All posts tagged weather risk management

100% of Spanish olive farmers covered for unseasonal weather received payouts following extreme temperatures

Spain’s agricultural cooperative, Asaja-Jaén, today announced that 100% of the cooperative’s membership who subscribed to parametric insurance to reduce the financial consequences of extreme temperatures on their olive fields this spring have already received compensation as a result of their coverage through Meteo Protect, following the warmest spring in the region since the beginning of the 21st century. Continue Reading

Spain’s Olive Growers’ Association Launches Meteo Protect’s Weather Insurance Platform

The largest professional agricultural association in Spain, the Agricultural Association of Young Farmers (ASAJA JAEN), has launched Meteo Protect’s dedicated weather insurance platform in order to provide its 22,000 affiliates access to Meteo Protect’s fully customized index-based weather insurance and increase their resiliency against climate-related risks.

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Meteo Protect Named Hot Ten FinTech 2017

In London this past week, FinTech City announced the FinTech50- an annual list of the 50 hottest FinTechs in Europe selected by the biggest names in European FinTech. Now in its 5th year, the international expert panel of investors, financial organisations and global tech and influencers narrowed down their list from 1500 companies. Of these, Meteo Protect, an SAP® Startup Focus member, and Europe’s leading provider of weather risk insurance, was recognized at this event as a Hot Ten 2017, “the one to watch” in 2017.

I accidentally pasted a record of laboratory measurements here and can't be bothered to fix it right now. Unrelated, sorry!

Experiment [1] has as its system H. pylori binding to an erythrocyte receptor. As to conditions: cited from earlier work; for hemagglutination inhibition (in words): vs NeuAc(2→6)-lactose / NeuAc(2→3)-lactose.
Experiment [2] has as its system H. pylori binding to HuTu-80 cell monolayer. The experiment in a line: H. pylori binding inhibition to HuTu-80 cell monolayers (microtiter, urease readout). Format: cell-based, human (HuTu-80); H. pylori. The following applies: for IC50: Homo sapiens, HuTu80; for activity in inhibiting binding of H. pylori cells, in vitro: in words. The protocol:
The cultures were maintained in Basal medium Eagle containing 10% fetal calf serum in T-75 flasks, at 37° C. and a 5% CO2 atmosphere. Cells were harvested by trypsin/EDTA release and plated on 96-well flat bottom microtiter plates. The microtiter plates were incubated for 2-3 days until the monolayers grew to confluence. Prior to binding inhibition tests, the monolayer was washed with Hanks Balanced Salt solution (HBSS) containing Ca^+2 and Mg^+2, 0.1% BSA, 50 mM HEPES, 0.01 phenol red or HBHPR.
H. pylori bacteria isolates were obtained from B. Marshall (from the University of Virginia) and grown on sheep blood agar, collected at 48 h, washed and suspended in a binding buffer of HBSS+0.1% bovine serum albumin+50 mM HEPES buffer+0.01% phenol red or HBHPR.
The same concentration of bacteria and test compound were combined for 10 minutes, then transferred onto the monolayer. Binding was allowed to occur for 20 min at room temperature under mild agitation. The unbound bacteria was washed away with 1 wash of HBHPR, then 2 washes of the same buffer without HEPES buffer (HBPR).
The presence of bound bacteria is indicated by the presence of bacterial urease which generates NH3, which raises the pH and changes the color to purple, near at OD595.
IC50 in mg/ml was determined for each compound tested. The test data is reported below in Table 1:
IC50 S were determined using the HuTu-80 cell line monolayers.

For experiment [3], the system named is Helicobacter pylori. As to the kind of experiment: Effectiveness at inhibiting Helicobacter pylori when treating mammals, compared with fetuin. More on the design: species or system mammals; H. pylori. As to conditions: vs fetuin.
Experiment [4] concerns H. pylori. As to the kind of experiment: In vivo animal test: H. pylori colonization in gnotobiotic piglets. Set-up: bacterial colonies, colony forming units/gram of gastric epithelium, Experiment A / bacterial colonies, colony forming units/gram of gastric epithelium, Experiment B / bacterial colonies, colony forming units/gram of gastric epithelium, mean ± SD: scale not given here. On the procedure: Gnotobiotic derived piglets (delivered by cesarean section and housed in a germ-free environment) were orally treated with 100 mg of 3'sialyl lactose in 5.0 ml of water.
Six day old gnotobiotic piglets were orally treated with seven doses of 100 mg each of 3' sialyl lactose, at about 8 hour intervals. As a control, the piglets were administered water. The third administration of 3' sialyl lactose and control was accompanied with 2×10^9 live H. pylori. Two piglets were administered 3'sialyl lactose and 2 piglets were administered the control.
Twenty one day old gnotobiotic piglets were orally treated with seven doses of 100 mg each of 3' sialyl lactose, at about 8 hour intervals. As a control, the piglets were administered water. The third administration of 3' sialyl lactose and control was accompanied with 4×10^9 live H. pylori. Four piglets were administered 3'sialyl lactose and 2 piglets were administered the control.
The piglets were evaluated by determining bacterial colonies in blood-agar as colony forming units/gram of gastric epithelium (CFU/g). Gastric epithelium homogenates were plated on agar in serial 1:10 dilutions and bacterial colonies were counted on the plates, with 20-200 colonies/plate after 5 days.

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How Businesses are Influencing the Relationship between the Weather and Consumer Demand

storm

When it comes to weather affecting consumer behaviour and purchase decisions, it has long been known that weather has an impact on consumer demand. The food we eat, clothes we wear, and how, where and how much we buy has all been scientifically proven to be influenced by the weather, it being second only to the economy in being the biggest single influencer on consumer behaviour.

Indeed, every day people make purchasing decisions based on the weather, from buying ice cream, sandals and swimsuits in the summer, hot soups and snow tyres in the winter, and less of beer and bottled water as autumn approaches. In turn, the seasonal cycle of weather purchases are accounted for by supply chain managers in stocking store rooms and giving discounts to clear out product before the seasonal event- or the season itself- leaves stockpiles of unsellable wares in their hands.

But what if everything we have known to be true about how the weather affects consumer behaviour and our ability to control this relationship was wrong? What if the seemingly uni-directional, unmanipulatable relationship between the weather and consumer behaviour was now being found to be being turned on its head? Specifically, what if a business could influence the relationship between the weather and consumers to its advantage?

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